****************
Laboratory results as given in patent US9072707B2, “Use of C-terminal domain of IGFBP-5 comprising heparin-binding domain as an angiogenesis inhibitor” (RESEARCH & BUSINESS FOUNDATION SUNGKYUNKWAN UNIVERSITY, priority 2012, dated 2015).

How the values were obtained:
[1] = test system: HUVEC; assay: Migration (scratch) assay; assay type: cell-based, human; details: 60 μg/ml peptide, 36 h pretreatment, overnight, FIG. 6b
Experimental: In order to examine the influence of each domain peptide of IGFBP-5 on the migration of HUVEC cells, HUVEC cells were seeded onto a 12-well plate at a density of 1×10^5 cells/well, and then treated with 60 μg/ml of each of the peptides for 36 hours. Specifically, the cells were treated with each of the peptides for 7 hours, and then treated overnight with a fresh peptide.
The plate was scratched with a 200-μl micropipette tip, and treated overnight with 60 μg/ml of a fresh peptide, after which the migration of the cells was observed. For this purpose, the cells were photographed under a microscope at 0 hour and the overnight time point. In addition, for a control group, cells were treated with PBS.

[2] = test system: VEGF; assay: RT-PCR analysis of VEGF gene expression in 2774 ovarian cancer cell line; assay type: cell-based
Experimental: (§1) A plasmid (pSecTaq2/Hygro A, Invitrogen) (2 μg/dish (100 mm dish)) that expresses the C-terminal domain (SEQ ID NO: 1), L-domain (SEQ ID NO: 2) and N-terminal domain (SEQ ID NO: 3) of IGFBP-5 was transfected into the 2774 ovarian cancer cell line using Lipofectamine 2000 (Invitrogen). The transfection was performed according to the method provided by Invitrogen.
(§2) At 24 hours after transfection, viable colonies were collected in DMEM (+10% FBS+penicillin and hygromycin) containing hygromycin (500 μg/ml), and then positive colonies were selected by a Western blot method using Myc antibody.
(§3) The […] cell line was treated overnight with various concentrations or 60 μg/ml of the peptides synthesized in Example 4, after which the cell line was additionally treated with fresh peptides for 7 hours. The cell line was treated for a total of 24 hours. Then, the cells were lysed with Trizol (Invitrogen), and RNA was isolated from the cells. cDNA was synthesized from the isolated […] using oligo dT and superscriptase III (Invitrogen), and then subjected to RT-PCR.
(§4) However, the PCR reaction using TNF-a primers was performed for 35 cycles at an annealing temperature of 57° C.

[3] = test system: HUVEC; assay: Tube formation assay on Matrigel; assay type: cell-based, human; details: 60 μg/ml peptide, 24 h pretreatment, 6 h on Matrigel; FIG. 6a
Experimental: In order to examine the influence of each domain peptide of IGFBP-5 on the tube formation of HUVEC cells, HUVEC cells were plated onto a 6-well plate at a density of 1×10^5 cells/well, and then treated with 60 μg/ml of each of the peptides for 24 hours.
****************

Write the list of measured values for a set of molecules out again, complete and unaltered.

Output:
Laboratory results as given in patent US9072707B2, “Use of C-terminal domain of IGFBP-5 comprising heparin-binding domain as an angiogenesis inhibitor” (RESEARCH & BUSINESS FOUNDATION SUNGKYUNKWAN UNIVERSITY, priority 2012, dated 2015).

How the values were obtained:
[1] = test system: HUVEC; assay: Migration (scratch) assay; assay type: cell-based, human; details: 60 μg/ml peptide, 36 h pretreatment, overnight, FIG. 6b
Experimental: In order to examine the influence of each domain peptide of IGFBP-5 on the migration of HUVEC cells, HUVEC cells were seeded onto a 12-well plate at a density of 1×10^5 cells/well, and then treated with 60 μg/ml of each of the peptides for 36 hours. Specifically, the cells were treated with each of the peptides for 7 hours, and then treated overnight with a fresh peptide.
The plate was scratched with a 200-μl micropipette tip, and treated overnight with 60 μg/ml of a fresh peptide, after which the migration of the cells was observed. For this purpose, the cells were photographed under a microscope at 0 hour and the overnight time point. In addition, for a control group, cells were treated with PBS.

[2] = test system: VEGF; assay: RT-PCR analysis of VEGF gene expression in 2774 ovarian cancer cell line; assay type: cell-based
Experimental: (§1) A plasmid (pSecTaq2/Hygro A, Invitrogen) (2 μg/dish (100 mm dish)) that expresses the C-terminal domain (SEQ ID NO: 1), L-domain (SEQ ID NO: 2) and N-terminal domain (SEQ ID NO: 3) of IGFBP-5 was transfected into the 2774 ovarian cancer cell line using Lipofectamine 2000 (Invitrogen). The transfection was performed according to the method provided by Invitrogen.
(§2) At 24 hours after transfection, viable colonies were collected in DMEM (+10% FBS+penicillin and hygromycin) containing hygromycin (500 μg/ml), and then positive colonies were selected by a Western blot method using Myc antibody.
(§3) The […] cell line was treated overnight with various concentrations or 60 μg/ml of the peptides synthesized in Example 4, after which the cell line was additionally treated with fresh peptides for 7 hours. The cell line was treated for a total of 24 hours. Then, the cells were lysed with Trizol (Invitrogen), and RNA was isolated from the cells. cDNA was synthesized from the isolated […] using oligo dT and superscriptase III (Invitrogen), and then subjected to RT-PCR.
(§4) However, the PCR reaction using TNF-a primers was performed for 35 cycles at an annealing temperature of 57° C.

[3] = test system: HUVEC; assay: Tube formation assay on Matrigel; assay type: cell-based, human; details: 60 μg/ml peptide, 24 h pretreatment, 6 h on Matrigel; FIG. 6a
Experimental: In order to examine the influence of each domain peptide of IGFBP-5 on the tube formation of HUVEC cells, HUVEC cells were plated onto a 6-well plate at a density of 1×10^5 cells/well, and then treated with 60 μg/ml of each of the peptides for 24 hours.